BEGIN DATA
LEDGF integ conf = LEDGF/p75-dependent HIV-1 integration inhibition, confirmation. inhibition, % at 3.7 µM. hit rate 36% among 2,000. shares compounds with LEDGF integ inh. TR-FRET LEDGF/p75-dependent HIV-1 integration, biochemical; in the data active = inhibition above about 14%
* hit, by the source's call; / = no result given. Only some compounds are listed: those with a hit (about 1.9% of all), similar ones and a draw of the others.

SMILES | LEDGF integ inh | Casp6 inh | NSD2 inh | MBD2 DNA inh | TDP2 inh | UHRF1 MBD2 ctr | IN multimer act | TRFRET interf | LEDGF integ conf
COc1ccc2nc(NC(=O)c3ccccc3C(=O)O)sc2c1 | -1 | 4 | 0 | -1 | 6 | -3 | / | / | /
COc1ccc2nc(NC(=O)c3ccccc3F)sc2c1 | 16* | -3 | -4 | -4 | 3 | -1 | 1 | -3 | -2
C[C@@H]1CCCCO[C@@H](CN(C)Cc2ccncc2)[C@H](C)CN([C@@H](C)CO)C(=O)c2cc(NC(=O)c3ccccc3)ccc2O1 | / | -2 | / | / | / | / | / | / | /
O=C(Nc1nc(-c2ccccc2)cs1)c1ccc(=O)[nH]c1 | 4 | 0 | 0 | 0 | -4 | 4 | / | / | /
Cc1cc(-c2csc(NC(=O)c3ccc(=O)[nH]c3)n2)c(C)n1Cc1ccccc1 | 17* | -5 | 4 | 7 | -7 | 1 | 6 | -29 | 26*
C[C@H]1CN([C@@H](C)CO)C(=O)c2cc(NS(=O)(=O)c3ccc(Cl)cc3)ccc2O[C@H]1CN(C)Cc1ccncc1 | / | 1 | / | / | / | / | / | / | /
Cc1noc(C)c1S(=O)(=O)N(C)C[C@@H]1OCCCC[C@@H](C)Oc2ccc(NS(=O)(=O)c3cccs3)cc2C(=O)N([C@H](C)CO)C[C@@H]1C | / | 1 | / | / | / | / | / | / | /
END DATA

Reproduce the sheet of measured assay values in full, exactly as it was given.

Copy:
LEDGF integ conf = LEDGF/p75-dependent HIV-1 integration inhibition, confirmation. inhibition, % at 3.7 µM. hit rate 36% among 2,000. shares compounds with LEDGF integ inh. TR-FRET LEDGF/p75-dependent HIV-1 integration, biochemical; in the data active = inhibition above about 14%
* hit, by the source's call; / = no result given. Only some compounds are listed: those with a hit (about 1.9% of all), similar ones and a draw of the others.

SMILES | LEDGF integ inh | Casp6 inh | NSD2 inh | MBD2 DNA inh | TDP2 inh | UHRF1 MBD2 ctr | IN multimer act | TRFRET interf | LEDGF integ conf
COc1ccc2nc(NC(=O)c3ccccc3C(=O)O)sc2c1 | -1 | 4 | 0 | -1 | 6 | -3 | / | / | /
COc1ccc2nc(NC(=O)c3ccccc3F)sc2c1 | 16* | -3 | -4 | -4 | 3 | -1 | 1 | -3 | -2
C[C@@H]1CCCCO[C@@H](CN(C)Cc2ccncc2)[C@H](C)CN([C@@H](C)CO)C(=O)c2cc(NC(=O)c3ccccc3)ccc2O1 | / | -2 | / | / | / | / | / | / | /
O=C(Nc1nc(-c2ccccc2)cs1)c1ccc(=O)[nH]c1 | 4 | 0 | 0 | 0 | -4 | 4 | / | / | /
Cc1cc(-c2csc(NC(=O)c3ccc(=O)[nH]c3)n2)c(C)n1Cc1ccccc1 | 17* | -5 | 4 | 7 | -7 | 1 | 6 | -29 | 26*
C[C@H]1CN([C@@H](C)CO)C(=O)c2cc(NS(=O)(=O)c3ccc(Cl)cc3)ccc2O[C@H]1CN(C)Cc1ccncc1 | / | 1 | / | / | / | / | / | / | /
Cc1noc(C)c1S(=O)(=O)N(C)C[C@@H]1OCCCC[C@@H](C)Oc2ccc(NS(=O)(=O)c3cccs3)cc2C(=O)N([C@H](C)CO)C[C@@H]1C | / | 1 | / | / | / | / | / | / | /